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Cops: Woman charged in pellet-gun shooting of cop may be tied to LI incidents

Tiara Ferebee, 24, is led out of the

Tiara Ferebee, 24, is led out of the 103rd Precinct in Jamaica, Queens, on Sunday, Oct. 16, 2016. Ferebee, of Riverhead, faces charges of attempted assault in the first degree and criminal possession of a weapon in the pellet-gun shooting of a plainclothes NYPD officer on Wednesday, according to a court complaint. Photo Credit: James Carbone

State Police say they are trying to determine whether a Riverhead woman charged in the pellet-gun shooting of a plainclothes NYPD officer is connected to four similar incidents that occurred the same day last week on Long Island.

Tiara Ferebee, 24, of Andrea Court, was ordered jailed on $1 million bond or $500,000 cash bail at her arraignment Sunday night in Queens Criminal Court.

She is charged with first-degree attempted assault, second-degree assault and fourth-degree criminal possession of a weapon, Queens District Attorney Richard Brown said.

Ferebee faces up to 15 years in prison if convicted, Brown said.

Before Judge Gia Morris set bail, Ferebee’s attorney told the judge no evidence exists connecting his client to the crime involving the officer, other than her alleged proximity, and no weapon was recovered.

Just after 5 p.m. Wednesday, a projectile from a pellet gun fired by a passenger in a brown 2015 Nissan Altima struck the officer, Adam Jangel, in the forehead as he drove an unmarked police vehicle west on Jamaica Avenue and 168th Street, in Jamaica, Queens, the NYPD said.

The Altima was traveling east on Jamaica Avenue at the time and had a Missouri license plate, police said. Jangel was taken to Jamaica Medical Center. He was not seriously injured, authorities said.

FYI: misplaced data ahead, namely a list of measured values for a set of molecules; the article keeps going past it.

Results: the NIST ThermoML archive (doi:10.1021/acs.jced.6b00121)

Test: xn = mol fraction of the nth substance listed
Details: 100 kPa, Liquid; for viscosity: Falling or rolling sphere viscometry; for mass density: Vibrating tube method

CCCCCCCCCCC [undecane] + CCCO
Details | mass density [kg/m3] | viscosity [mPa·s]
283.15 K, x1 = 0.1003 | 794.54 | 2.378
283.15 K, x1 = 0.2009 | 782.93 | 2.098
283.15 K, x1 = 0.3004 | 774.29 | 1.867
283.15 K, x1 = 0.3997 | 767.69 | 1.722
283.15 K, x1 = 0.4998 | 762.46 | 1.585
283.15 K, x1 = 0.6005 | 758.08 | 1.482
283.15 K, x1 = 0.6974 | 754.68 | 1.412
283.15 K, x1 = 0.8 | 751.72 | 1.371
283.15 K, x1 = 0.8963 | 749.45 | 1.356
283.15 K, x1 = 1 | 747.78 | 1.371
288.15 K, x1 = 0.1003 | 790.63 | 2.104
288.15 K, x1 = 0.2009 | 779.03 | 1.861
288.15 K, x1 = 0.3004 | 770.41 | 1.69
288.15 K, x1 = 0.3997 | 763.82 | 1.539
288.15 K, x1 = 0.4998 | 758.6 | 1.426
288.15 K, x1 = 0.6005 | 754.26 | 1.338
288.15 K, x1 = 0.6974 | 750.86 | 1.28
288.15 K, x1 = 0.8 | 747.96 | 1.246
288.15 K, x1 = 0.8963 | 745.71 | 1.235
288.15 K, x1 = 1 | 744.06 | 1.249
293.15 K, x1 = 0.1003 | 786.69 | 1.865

Jangel “has a foreign metal projectile lodged in his forehead, lodged between his skin and his skull,” NYPD Officer Joseph Zvonik wrote in a court complaint filed against Ferebee.

Jangel’s “front driver’s side window was open, and he heard a pop sound and immediately felt a burning pain to his forehead,” according to the complaint.

Officers arrested Ferebee Saturday after an investigation and the circulation of surveillance photos police said showed her sitting in the Altima.

In the complaint, Ferebee is quoted telling investigators she didn’t remember much about the shooting or anything else that day.

“I don’t know if I had a gun. I don’t remember. I don’t know and I don’t remember if I discharged a gun in the car,” Ferrebee said, according to court papers. “You know why you have me here. Just book me.”

A car matching the description of the Altima has been linked to similar shootings at vehicles on Sunrise Highway on Long Island in which at least one victim was hit, according to prosecutor Sonia Kaczmarzyk, adding that video exists connecting the Altima to the shooting.

State Police on Monday said that on Wednesday, at about 7 p.m., two eastbound vehicles on Sunrise, east of Exit 61 in Southampton, “were struck by projectiles fired from a brown Nissan Altima, shattering the side view windows.” Police said that about an hour earlier a vehicle on the eastbound Southern State Parkway near Exit 30 in Nassau County was hit.

Police said that same evening a fourth vehicle’s side view window was struck on County Route 104, near Sunrise Highway.

“All four incidents are believed to be related,” and State Police are working with the NYPD “to resolve these cases,” police said Monday in a news release.

David Blondell, Ferebee’s Legal Aid attorney, said she was charged merely for allegedly being in the area of the shooting involving the officer.

“She’s being punished for being near where something happened,” he said.

Blondell said Ferebee is a lifelong Long Islander and the sole caretaker of her parents.

He said the video doesn’t show anyone pointing a weapon.

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